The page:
When Colby Lenz looks at Starbucks partners (employees) in the store he manages in Kalispell, Montana, he sees himself 20 years earlier – someone just out of high school with aspirations and challenges. He remembers wanting to continue his education, but being wary of college debt.
A lieutenant in the Navy Reserves currently serving in Afghanistan, Lenz’s varied experiences have taught him that it takes time and effort to get to where you want to be, and once you’re there, your path provides inspiration for others looking to continue their education and embark upon their careers.
The son of a U.S. Navy veteran who served in the Korean War before returning home and getting a job with the Burlington Northern railroad, Lenz grew up in Montana before his family relocated to Illinois. After graduating from high school, he began work on an associate’s degree and found employment with a growing rental business. By the time he was 21, Lenz was managing two outlets and squeezing classes into any open time he could find.
Lenz, however, had a couple of long-term goals he always kept in mind. He wanted to earn a bachelor’s degree and get back to Montana.
“While I was proud of working my way through college, I had seen friends get overextended financially or start families and discontinue their education to meet responsibilities,” he recalled. “I decided I wanted to find a way to meet my financial obligations and finish my degree more expeditiously. From my family’s experience in the military and my personal inclinations and values, I always had the idea of joining the military.”
Balancing Service and Education
From December 1999, when he enlisted, until February 2014, when he left active duty, Lenz balanced service in the U.S. Navy with continuing his education. He completed a bachelor of science degree in manufacturing engineering technology from Western Illinois in 2002, added a certificate in nonprofit management in 2009, a certificate in Arabic language and culture in 2010 and a master of education from the University of Illinois at Urbana-Champaign in 2013.
Lenz was commissioned as an ensign after completing Officer Candidate School in Pensacola, Florida, in 2003 and completed flight school two years later. He was deployed to the Persian Gulf three times between 2006 and 2008. In 2010, Lenz transferred to California and began flying search-and-rescue missions over Death Valley and the Sierra Nevada mountain range, earning recognition for rescues of a lost hiker, an injured motocross rider and a downed pilot.
Immediately after completing active duty, Lenz went into the Navy Reserves and started looking for employment, focusing on his long-held desire to get back to Big Sky Country.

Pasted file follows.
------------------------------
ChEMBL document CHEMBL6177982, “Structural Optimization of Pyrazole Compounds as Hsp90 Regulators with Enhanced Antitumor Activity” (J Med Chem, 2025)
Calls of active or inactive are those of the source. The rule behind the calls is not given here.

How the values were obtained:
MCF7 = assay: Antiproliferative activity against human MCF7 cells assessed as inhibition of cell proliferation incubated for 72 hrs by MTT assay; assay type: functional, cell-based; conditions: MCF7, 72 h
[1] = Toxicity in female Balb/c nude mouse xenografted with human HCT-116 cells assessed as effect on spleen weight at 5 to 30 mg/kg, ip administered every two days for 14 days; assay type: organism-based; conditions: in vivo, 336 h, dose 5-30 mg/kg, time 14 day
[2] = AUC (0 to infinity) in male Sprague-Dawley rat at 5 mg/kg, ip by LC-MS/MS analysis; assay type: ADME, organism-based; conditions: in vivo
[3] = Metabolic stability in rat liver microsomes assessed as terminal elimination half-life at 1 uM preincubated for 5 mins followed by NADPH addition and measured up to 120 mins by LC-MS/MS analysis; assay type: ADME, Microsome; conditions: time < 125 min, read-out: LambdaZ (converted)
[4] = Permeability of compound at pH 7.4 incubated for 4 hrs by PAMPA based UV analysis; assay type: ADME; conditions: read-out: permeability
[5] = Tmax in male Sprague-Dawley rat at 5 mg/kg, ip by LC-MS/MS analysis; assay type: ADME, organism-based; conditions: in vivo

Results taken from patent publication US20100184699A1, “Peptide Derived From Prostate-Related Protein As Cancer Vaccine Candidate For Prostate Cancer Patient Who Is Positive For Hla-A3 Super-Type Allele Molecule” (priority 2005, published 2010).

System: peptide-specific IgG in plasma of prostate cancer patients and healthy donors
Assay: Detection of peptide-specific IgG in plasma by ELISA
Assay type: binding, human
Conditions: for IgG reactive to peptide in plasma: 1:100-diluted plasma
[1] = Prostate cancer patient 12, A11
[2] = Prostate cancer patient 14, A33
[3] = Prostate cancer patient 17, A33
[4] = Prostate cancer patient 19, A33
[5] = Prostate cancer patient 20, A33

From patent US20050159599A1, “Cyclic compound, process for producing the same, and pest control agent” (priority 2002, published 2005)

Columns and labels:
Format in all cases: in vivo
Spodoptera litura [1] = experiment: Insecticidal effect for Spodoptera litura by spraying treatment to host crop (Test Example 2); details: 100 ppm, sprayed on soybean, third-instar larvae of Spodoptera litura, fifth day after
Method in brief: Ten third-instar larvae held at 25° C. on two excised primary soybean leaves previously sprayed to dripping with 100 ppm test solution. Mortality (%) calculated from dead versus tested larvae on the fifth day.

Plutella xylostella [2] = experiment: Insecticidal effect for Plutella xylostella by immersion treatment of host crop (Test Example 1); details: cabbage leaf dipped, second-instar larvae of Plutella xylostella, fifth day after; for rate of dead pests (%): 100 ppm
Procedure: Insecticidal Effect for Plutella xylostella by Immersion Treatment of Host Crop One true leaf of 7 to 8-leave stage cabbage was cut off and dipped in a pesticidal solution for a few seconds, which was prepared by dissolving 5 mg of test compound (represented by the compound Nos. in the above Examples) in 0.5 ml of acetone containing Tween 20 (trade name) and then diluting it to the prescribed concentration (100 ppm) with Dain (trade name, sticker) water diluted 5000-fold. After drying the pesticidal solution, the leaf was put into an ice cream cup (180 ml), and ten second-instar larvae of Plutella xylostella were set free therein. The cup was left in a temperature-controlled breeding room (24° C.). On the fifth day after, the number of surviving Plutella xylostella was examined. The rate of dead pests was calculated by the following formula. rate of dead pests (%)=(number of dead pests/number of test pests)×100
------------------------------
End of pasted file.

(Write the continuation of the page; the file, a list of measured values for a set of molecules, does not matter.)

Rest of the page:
“Montana is a beautiful place, but you can’t eat the scenery,” he said.
After searching for jobs in aviation and government, Lenz applied for work with Starbucks. Susan Jayne, a Chicago-based recruiter for the company, came across his resume and got ahold of him in spring 2015.
Jayne was impressed by Lenz’s communications skills and balance of retail and military experience. As much as anything, however, she was struck by the pride he took in helping others advance their own careers.
“Something that is important to our managers at Starbucks is not only lifelong learning, but sharing what you know and helping the partners on your team grow and achieve results together,” said Jayne, who has hired partners from 25 states and all branches of the U.S. Armed Forces. “He gave me examples of how he’d trained his replacements twice so he could move on. He was helping others succeed as he was succeeding.”
Two days after that initial interview, Lenz spoke with two Starbucks district managers out of Salt Lake City, Utah. One day later he received an offer and before the month was up he was on the job. After finishing Starbucks training and completing his annual two-week stint with the Navy Reserves, Lenz began co-managing a new Starbucks in Kalispell, eventually taking over full management of the store.
An Assignment in Afghanistan
A city of 20,000 near a number of scenic landmarks, including Glacier National Park a short drive east, Kalispell is a tourist hub for northwest Montana. Lenz helped open the coffeehouse and bring a freshly assembled team up to speed during the summer vacation rush. In July, he learned that he had been selected for Reserve mobilization. He arrived in Afghanistan in February on an assignment he describes as “demanding and challenging, but extremely rewarding” and expects to be back at the Kalispell Starbucks by early 2017.
“I think Starbucks is a company that looks for ways to balance taking care of people and communities while pursuing business drivers and shareholder value, and this is important to me,” Lenz said. “I’m proud to work for a company that gives me a toolkit to try and help my young partners accomplish their goals and dreams. The Navy and other programs have done that for me over the years, giving me the experience and training that I would never have dreamed possible. I’m excited to return home and continue my journey with Starbucks and help others along the way.”
Starbucks is committed to hiring at least 10,000 veterans and military spouses by the end of 2018. Discover more stories about how Starbucks is Paying Tribute and Creating Opportunity for people who've served and sacrified for the country.
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